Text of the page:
CL: Faris was riding well in ’09, so we were together for half of it. So that was really good. Last year he wasn’t riding as well and ended up riding in the front of the group behind. So this year, from his race that he had in Frankfurt—he had a phenomenal race, he ran really well, swam really well again, like his form was when he last won the world championships, so he’s definitely one that I see as marking and knowing where he is and potentially working with him. As far as Twelsiek, he rode well last year in Hawaii, also in Coeur d’Alene, so he’s shown his strength. T.J. Tollakson has been riding really well—had a phenomenal race in Lake Placid. Luke McKenzie is always a strong rider and can always put it out there as well. So there’s guys out there that can ride really well and run well as well, but not as well as Crowie or Andreas. So even those guys have got to look at the tactical pieces and go, “We need to not ride for these runners, and if the runners are in that group, don’t do the effort for them, but ride your own race, as long as you’re separating yourself from them. But if you’re not separating yourself from the runners, make them do the work. Let the bigger gaps happen. Or challenge yourself and go all in as well. The more guys we have going all in, the more chances I have to win, but the more chances they have to win, as long as they’re going for the win as well and not going for fifth place or fourth place or third, which is a phenomenal result as well.
JD: So if you came 10, 20 miles from the finish of the bike and you’re with three or four guys, are you gonna start thinking about how good of a runner they are?
CL: I would love that. It would be a great as far as position to be in. Yeah, I’d think about it. I’d definitely assess where they are.
JD: Because you’ve got to think—some of those guys have got to think how awesome it would be to come off in your position with you.
CL: And a lot of those guys I mentioned—I think we all have similar run times, and we all have the ability to run faster than we have in the past. So it would be a great race for all of us—all four or five or six of us would say, “Hey, this would be a great position to be in.” And even getting off at the same time on the bike would be a great position to be in, and say, “Hey, let’s run the first half and see how we all go.” And it’s a risk that we take, but it’s better than going solo the whole way. You look at past years, and the guys that sit in the peloton definitely have an easier time. So we’ll see. I’d look forward to some companionship. Whereas you, it’s your solo effort, so it makes it easy in how you go forward, right? I mean, the choices you make tactical-wise, like you said, you have to swim a certain time, bike a certain time and run a time, and if you do that, your overall time’s going to be X, and you figure that’s going to be enough to win. And that’s potentially an easier way to win.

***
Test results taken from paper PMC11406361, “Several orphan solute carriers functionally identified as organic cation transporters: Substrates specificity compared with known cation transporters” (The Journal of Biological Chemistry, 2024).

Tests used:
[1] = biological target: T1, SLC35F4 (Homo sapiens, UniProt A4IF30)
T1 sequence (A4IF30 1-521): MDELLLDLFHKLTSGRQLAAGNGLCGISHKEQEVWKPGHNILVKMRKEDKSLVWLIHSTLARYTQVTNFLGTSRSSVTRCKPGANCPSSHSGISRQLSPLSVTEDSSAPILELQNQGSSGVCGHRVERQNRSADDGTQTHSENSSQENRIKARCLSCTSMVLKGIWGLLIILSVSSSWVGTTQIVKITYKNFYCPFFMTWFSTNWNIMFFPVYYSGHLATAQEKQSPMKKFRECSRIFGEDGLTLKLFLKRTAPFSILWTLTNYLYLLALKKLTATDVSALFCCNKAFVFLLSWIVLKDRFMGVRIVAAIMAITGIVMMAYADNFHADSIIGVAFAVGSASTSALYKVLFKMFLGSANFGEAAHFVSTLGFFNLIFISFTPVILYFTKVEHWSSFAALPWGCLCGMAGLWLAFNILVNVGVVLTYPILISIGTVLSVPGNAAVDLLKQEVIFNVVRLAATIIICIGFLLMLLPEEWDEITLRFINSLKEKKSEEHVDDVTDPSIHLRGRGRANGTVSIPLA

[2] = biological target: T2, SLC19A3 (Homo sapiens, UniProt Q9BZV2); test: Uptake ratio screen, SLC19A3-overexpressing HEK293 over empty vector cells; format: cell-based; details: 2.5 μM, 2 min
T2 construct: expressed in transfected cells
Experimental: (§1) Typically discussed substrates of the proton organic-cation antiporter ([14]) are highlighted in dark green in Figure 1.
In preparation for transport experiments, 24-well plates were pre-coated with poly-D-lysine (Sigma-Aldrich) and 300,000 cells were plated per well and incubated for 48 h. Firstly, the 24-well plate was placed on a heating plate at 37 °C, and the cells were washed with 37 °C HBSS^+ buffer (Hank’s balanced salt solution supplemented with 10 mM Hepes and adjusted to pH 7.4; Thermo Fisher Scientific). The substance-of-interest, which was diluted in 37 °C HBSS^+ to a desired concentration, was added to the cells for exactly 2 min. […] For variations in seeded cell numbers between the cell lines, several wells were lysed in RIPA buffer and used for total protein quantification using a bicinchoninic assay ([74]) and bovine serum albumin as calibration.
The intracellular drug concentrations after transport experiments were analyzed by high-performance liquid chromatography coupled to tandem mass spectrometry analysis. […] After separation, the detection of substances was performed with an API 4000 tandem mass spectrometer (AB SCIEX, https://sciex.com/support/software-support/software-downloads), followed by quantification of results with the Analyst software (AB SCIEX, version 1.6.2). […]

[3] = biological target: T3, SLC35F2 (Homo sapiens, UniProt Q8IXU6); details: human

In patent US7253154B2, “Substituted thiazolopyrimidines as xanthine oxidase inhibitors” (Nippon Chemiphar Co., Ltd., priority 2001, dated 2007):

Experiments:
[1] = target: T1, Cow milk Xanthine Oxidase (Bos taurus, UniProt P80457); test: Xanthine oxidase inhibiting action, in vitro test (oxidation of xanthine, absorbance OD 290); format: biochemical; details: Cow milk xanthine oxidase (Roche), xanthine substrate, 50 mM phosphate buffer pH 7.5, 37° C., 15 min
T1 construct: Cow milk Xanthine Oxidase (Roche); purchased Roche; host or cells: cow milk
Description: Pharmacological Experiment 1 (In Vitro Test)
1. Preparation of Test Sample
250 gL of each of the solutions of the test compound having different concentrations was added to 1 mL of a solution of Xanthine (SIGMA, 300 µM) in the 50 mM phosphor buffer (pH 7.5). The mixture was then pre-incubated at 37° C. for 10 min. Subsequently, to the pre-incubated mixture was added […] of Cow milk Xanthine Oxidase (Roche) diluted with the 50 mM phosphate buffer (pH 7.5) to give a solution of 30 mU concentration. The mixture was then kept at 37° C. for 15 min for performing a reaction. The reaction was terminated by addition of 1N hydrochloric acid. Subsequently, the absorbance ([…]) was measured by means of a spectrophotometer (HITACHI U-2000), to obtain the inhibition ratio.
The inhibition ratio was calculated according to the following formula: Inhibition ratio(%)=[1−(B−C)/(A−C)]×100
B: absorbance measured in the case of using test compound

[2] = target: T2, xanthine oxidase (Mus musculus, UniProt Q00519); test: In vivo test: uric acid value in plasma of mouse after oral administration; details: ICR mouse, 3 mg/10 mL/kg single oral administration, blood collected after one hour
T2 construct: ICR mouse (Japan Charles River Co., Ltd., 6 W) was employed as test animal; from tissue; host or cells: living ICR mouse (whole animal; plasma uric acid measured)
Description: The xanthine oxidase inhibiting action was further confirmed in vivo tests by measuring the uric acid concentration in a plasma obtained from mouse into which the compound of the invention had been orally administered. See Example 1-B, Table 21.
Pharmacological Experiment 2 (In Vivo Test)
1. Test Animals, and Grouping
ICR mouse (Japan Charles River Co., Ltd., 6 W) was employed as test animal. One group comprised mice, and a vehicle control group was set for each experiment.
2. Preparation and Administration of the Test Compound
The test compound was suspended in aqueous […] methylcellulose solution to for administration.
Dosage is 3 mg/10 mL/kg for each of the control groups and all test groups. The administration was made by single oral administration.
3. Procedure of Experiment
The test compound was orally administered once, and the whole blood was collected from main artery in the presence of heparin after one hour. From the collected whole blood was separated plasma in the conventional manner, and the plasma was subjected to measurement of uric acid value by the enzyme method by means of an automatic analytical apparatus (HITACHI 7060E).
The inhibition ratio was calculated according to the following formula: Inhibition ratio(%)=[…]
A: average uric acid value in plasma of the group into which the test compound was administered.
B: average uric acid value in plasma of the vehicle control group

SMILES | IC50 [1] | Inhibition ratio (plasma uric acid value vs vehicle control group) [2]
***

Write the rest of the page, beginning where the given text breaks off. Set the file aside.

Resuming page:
JD: The women’s race is so different from the men’s in that there’s never—maybe this year will be different—but there are hardly ever big packs. So there’s so much less tactics that go on. It is very about just how you swim, bike and run. It’s just different.
Triathlete: So Chris, do you think the way you approach the ride has to be different than what Julie does because it’s much more of an individual effort for her, whereas with you have to be concerned about what Maik Twelsiek’s doing, what’s Crowie doing back in the back 10 minutes behind you? How does that change the way you approach it?
CL: Yeah, I have to approach the race the first part of the bike. I can’t just—if I just go my effort and my pace the whole day, I potentially will be dragging a group along. And the objective is to not give anybody free rides. But also, there has to be a variation in effort, and there has to be—I don’t know. Because of the groups you have to approach it differently. It’s not necessarily approaching it differently. I guess it’s more how you think about it. And you do have to stretch yourself a little bit more outside your element. And it’s mainly because I look more at run times. Whereas Julie can look at the overall finish time, I have to look at run times and go, “OK, what’s the best run that Crowie can have? What’s the best run Andreas can have—if they’re sitting in a group?” And if they’re sitting in that group, then they’ll have the freshness to be able to execute that. But if I can challenge them a little better, challenge the group a little bit where they have to use more energy, then every ounce of energy they use more, they’re gonna have a minute less in that run time. And so it’s finding that balance. And I don’t know what the answer is. Every year you try it slightly different—a little more one year on the bike, a little less one year on the bike. But it all comes down to: Do you race your own race? You have to have your right nutrition and calorie intake—that’s probably the biggest challenge, is to get that in. And get the training in. Training’s going well, and efforts are showing well, the numbers are showing well, running’s been improving.
JD: And the hunger’s still there.
CL: And the hunger’s still there. Absolutely.
Triathlete: So, Julie, how do you know what the proper effort is to apply on the bike ride, because you do have a more holistic view of the race than Chris gets to have, so how do you decide how hard is the right way to ride?